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By Estudio Guardabosques, via Colossal

Phylo game: Voyage of the Beagle deck update. #darwindeck #wip #whoa #soawesome

As many of you know, one of my stranger science education projects is a biodiversity themed card game called Phylo. This project has been especially interesting of late, with a variety of new elements being launched via a number of great open collaborations (AMNH, GSA, Muse, Keeling Lab, etc – see the Phylo blog for more details).

But there is also this “Voyage of the Beagle” deck (or just the “Darwin Deck, #darwindeck” as some have been calling it), that was talked about a couple months back. This is still a work in progress, but we have a list of cards (beta deck with commons images can be seen here), and most of the art has already been commissioned. It actually looks like we’ll need one more commission* (of about 8 images at $200 each), but I thought it would be cool to show you what the other amazing artists have done so far.

* If you’re interested, leave a link of your portfolio in the comments.

Robert Ball: website | instagram | twitter

Robert I actually came across by way of his very cool work on superhero drawings (I actually have his Avengers print on my home office wall). His first two pieces are below, but he’s also planing to link his 8 pieces into a final panoramic montage.

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(click the below to enlarge)

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Golly Bard: website | instagram

Diana (see below) did a great job of referring Golly to the project. These are Golly’s first drafts, but you can already tell that they’re going to look extraordinary.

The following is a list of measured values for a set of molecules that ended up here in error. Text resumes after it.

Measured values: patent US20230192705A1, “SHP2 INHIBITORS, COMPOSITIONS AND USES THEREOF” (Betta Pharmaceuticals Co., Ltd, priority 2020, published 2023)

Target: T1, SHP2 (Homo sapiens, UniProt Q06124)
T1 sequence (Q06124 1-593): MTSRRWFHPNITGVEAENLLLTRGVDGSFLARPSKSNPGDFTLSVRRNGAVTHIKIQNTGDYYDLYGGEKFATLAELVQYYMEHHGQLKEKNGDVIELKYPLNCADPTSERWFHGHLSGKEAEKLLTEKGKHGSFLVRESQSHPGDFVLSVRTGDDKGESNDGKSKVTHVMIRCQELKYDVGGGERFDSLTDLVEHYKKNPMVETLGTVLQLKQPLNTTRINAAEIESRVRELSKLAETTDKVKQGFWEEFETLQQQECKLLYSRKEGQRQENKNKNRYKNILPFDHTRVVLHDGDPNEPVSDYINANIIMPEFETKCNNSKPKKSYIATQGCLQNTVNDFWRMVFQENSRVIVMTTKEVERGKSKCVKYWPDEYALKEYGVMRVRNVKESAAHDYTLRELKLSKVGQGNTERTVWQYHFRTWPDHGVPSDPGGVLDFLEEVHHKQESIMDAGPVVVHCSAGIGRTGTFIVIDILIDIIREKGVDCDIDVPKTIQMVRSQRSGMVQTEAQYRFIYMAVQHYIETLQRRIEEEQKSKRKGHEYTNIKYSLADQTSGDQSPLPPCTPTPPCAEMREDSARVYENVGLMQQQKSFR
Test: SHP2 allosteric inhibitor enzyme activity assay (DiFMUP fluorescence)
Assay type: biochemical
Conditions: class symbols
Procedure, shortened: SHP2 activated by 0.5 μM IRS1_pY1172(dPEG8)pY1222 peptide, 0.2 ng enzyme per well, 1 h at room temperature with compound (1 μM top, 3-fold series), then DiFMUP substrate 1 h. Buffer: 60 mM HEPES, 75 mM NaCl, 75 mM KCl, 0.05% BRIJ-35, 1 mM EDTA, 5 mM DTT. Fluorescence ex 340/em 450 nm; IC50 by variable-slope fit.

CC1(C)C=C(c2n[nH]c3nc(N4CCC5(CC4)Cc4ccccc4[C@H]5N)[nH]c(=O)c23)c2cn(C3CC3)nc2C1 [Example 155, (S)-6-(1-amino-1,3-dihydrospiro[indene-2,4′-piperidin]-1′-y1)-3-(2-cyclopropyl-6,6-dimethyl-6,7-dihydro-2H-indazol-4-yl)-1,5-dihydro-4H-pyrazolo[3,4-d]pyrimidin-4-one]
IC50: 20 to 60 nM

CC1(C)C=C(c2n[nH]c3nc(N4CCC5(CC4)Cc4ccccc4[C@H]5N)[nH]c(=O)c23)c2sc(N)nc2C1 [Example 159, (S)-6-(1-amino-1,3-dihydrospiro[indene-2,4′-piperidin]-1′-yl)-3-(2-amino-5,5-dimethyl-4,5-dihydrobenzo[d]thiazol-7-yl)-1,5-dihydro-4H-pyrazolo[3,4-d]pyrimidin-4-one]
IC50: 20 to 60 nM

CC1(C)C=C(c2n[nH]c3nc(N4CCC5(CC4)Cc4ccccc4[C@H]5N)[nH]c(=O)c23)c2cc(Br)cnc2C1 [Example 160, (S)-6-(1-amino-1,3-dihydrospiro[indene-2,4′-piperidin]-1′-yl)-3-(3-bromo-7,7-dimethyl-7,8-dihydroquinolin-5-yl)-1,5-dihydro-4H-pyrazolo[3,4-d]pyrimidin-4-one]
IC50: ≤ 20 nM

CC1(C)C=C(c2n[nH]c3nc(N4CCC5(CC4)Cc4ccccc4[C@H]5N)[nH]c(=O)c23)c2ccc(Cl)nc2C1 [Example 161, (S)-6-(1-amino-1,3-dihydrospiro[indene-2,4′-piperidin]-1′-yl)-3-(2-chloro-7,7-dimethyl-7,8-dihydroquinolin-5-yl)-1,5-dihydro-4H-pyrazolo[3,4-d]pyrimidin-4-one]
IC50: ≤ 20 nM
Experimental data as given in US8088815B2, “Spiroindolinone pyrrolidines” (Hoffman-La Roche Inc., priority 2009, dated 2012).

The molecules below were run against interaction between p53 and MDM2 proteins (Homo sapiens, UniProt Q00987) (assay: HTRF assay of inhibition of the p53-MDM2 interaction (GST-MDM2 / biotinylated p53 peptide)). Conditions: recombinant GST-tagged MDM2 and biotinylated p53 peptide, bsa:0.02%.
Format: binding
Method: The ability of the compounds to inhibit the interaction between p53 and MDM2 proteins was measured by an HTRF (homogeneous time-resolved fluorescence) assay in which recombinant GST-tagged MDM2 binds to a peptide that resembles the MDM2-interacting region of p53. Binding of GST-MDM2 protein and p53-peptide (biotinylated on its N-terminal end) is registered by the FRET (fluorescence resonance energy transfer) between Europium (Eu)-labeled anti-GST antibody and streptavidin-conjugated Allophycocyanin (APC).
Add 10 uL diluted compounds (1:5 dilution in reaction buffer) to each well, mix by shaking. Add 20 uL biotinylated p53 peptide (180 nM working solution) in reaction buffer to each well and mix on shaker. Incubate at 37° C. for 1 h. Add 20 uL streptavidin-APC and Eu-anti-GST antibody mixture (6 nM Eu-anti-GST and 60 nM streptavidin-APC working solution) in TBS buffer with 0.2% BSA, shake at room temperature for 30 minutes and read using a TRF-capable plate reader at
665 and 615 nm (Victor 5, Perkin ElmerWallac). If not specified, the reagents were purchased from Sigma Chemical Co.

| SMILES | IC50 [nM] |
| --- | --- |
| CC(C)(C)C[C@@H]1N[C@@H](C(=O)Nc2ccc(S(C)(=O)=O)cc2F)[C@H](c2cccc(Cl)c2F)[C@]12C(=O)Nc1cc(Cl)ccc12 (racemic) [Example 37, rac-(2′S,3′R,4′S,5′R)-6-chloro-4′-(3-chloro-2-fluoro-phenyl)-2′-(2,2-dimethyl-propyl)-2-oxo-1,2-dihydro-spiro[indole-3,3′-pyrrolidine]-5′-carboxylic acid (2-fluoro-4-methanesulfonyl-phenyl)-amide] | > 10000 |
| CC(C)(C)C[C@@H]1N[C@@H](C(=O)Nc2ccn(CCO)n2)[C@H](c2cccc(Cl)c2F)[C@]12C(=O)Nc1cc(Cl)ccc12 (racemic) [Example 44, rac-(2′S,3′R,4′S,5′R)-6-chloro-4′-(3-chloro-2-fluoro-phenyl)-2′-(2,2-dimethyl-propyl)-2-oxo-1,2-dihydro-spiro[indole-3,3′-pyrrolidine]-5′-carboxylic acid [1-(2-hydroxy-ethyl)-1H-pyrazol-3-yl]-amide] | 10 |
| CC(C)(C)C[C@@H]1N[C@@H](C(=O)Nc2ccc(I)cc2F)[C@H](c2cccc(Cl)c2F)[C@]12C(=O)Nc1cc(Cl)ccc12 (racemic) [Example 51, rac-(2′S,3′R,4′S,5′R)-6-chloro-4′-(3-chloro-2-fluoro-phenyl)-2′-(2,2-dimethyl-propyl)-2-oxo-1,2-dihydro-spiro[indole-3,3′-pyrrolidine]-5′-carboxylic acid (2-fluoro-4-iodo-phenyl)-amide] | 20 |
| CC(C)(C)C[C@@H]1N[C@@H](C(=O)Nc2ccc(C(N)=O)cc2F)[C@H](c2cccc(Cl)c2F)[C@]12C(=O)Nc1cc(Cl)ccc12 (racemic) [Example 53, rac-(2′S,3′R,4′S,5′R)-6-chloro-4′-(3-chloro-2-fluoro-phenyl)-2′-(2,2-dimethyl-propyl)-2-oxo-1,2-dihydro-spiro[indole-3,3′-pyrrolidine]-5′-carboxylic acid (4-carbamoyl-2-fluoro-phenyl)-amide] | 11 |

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Rachel Ignotofsky: website | instagram

Rachel has this great whimsical style (and some of her art has been shown here previously). She’s actually completed a couple already as you can see below!

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Diana Sudyka: website | instagram | twitter

And finally, we have Diana. I’ve been a big fan of Diana’s work for a while now, especially since she worked on a picture for a piece at the SCQ. In any event, her lovely artworks (which were just finished) are shown below.

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Anyway, I hope you are all as excited as I am for this #darwindeck. I’m thinking that it should be ready by late 2014 or early 2015. And don’t forget, it looks like we will need one more artist in the mix, so leave a link to your portfolio if you’re interested!

Surfboards via biomimicry. What if you design a board based on aquatic life shapes?

It might look like this…

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Otherwise known as the Surfph-o-Morph. There’s three designs by Giulio Iacchetti which you can check out here.

Beautiful large scale chalkboard renditions of biodiversity art

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By Philippe Baudelocque, via Colossal.

Check this out. Cyborg creepy crawlies: Machine and entomological or arachnid forms merged as intricate art pieces.

This is breathtaking in a steam punk kind of way…

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“Using the bodies of tarantulas, crabs, winged insects, and more, she adds gears, springs, and other mechanics to their fragile forms.”

By Gaby Wormann, text and h/t via My Modern Met.

Beautiful artistic and 3D predator images by Maxim Shkret

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By Maxim Shkret, via Joe’s Daily.

WHOA… Slow Life: Who needs timelapse sunsets and night skies when you have timelapse invertebrate awesomeness?!

I recommend watching this on full screen in HD mode, preferably in a dark place with head phones. It’ll feel so intimate, you’ll blush…

Slow Life from Daniel Stoupin on Vimeo.

By Daniel Stoupin, via Colossal

Who wants to design a genetics themed card game? Summer positions for UBC students available at my lab.